Bolton Arms, Downholme

Day out Askrigg North Yorkshire


Inn Way Yorkshire DalesThe Inn Way to the Yorkshire Dales is a 76 mile circular walk devised to be completed in six days. The route explores eleven of the most beautiful valleys in the world, leaving you with a deeper knowledge and understanding of the Yorkshire Dales. The title of this long distance walk reflects its emphasis on good food and drink along the way, passing as it does no less than 26 traditional English pubs.

The route starts and ends at the charming village of Grassington in upper Wharfedale, within the Yorkshire Dales National Park. The first day's walk takes you north along Wharfedale to the village of Buckden via Arncliffe. The paths are mainly across grassy pasture, enclosed meadowland and along riverbanks plus a climb over Birks Fell which offers superb views over upper Wharfedale. Buckden is situated near the head of Wharfedale in a delightful setting amongst the fells.

Day two continues north to Askrigg, climbing out of Wharfedale across the flank of Buckton Pike and onto the exposed moorland of Stake Moss. Following a descent into Cragdale the walk often follows riverside paths and meadowland, first to the picturesque village of Bainbridge and then Askrigg. Once an important market town, Askrigg is now very much a tourist centre made popular by association with Turner who painted scenes in the area and Wordsworth. The nearby waterfalls, Whitfield Fill Force and Mill Gill Force also draw visitors to the village.

Day three continues north to Reeth beginning with a long climb onto Askrigg Common from where there are fine views of Askrigg and Wensleydale. From Ivelet Bridge clear paths lead across meadowland and along riverbanks to Gunnerside. From here to Reeth the path crosses the heather moorland of Harkerside Moor. Reeth is situated on the River Swale at its junction with Arkle Beck.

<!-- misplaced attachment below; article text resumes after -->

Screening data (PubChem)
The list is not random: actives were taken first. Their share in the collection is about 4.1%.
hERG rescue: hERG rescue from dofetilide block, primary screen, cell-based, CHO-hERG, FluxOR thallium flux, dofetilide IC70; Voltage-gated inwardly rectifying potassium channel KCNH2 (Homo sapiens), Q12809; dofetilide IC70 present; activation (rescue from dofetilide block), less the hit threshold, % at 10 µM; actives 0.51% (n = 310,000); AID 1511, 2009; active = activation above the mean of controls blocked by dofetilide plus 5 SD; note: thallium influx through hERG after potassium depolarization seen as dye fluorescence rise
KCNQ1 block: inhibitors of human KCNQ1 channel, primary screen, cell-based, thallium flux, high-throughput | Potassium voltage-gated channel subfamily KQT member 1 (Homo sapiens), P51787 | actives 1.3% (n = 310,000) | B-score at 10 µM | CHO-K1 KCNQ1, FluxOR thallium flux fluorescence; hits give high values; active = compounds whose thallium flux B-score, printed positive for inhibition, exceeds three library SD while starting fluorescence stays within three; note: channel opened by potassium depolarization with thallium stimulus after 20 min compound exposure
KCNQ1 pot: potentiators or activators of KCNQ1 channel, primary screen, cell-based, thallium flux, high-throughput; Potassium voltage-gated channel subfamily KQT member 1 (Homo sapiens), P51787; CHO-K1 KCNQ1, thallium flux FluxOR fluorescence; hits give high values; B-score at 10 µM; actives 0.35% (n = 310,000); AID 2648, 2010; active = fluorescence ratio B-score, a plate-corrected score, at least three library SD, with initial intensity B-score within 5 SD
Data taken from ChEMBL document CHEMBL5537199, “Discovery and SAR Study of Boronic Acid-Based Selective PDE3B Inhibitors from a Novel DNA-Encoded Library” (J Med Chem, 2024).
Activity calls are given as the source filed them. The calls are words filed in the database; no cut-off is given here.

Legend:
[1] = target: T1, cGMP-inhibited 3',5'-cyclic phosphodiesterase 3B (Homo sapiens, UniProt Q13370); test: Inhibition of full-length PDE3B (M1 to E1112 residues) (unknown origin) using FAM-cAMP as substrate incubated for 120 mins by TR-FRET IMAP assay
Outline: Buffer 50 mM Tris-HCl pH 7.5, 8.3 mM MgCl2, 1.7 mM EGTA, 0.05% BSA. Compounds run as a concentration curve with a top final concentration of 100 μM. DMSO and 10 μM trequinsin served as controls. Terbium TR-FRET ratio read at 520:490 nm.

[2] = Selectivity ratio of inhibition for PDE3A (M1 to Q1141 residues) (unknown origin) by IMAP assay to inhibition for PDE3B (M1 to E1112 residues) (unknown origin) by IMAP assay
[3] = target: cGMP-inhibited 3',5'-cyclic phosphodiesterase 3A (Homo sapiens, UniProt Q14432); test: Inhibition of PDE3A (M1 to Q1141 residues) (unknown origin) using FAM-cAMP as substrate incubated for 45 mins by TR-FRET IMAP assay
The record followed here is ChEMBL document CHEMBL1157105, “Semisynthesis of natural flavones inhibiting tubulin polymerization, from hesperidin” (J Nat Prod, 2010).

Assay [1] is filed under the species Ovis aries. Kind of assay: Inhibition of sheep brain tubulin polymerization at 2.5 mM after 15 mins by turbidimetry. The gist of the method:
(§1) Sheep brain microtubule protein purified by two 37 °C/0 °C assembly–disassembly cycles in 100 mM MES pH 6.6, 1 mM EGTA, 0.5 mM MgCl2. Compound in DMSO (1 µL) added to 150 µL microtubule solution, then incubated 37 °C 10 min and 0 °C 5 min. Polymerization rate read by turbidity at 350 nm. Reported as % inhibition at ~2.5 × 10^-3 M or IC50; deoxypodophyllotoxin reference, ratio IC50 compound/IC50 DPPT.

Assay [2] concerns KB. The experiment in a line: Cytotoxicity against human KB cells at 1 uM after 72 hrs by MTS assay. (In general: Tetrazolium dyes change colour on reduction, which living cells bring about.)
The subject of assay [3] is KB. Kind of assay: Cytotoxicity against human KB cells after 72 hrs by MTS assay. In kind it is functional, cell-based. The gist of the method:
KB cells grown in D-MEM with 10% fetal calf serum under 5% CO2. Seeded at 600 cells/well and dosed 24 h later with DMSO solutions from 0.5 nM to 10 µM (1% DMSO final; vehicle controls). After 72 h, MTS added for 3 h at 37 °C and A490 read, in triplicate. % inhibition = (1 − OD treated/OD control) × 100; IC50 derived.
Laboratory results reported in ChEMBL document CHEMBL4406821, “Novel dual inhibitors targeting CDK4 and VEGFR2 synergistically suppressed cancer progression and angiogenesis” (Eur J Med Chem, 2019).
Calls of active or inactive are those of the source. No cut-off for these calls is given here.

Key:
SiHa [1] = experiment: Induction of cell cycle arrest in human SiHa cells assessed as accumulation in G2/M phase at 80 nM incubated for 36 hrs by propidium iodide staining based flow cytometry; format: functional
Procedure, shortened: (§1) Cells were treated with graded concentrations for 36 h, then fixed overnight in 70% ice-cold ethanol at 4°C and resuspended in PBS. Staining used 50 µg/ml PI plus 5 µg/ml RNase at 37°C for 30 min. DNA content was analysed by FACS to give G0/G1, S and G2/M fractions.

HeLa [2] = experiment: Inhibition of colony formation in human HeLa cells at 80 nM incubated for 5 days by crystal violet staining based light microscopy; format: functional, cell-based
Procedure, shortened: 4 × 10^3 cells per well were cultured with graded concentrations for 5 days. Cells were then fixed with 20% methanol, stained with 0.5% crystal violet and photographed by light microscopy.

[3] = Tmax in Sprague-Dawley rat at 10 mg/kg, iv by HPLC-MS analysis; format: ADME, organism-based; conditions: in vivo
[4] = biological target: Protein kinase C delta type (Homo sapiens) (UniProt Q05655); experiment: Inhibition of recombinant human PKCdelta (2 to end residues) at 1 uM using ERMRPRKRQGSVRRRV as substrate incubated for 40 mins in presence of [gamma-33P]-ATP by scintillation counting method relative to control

On day four you head south, crossing the Swale at Grinton and ascending onto Grinton Moor from where there are fine views back to Reeth and Swaledale. Following a descent into remote and lonely Apedale another climb leads to more splendid views and a descent into Castle Bolton, dominated by the imposing Bolton Castle, a craggy relic of the 14th century with a fascinating history. The route now heads to the ancient village of Carperby and then on to Aysgarth Falls, where you are sure to want to stop and admire the impressive series of waterfalls along the river Ure. High Force is the most spectacular, especially after rain, but by following the riverside path through Freeholder's Wood you can reach the middle and lower falls. From Aysgarth it is only a short walk to West Burton, your overnight stop and a village regarded by many as one of the loveliest in the Dales.

Day five is a good days walking, heading south to Kettlewell via Horsehouse in upper Coverdale. There are two ascents onto Fleensop Moor and Top Mere Gate. Much of this walk follows surfaced unfenced roads or turf bridleways. A section between Horsehouse and Woodale follows riverside meadows. Kettlewell is another pretty village in upper Wharfedale popular with walkers. A number of ancient packhorse routes which converge here have now provided excellent walks which, combined with the charm of the 17th and 18th century cottages, make the village an appealing location.

The final day's walking takes you back to Grassington along ancient green lanes. The ascent from Kettlewell up onto Conistone Moor affords wonderful views of Upper Wharfedale. From Yarnbury clear miner's tracks lead through an area of old lead mines, then down through Hebden Gill. From Hebden to Grassington the walk follows paths across meadow land and along quiet country lanes.

This long distance route is the personal creation of the guidebook author, Mark Reid and he will keep you entertained, informed and enthralled throughout the journey with his enthusiastic and scholarly narrative. This is a wonderful walk, but with Mark Reid as your guide it will be even more memorable and enjoyable.



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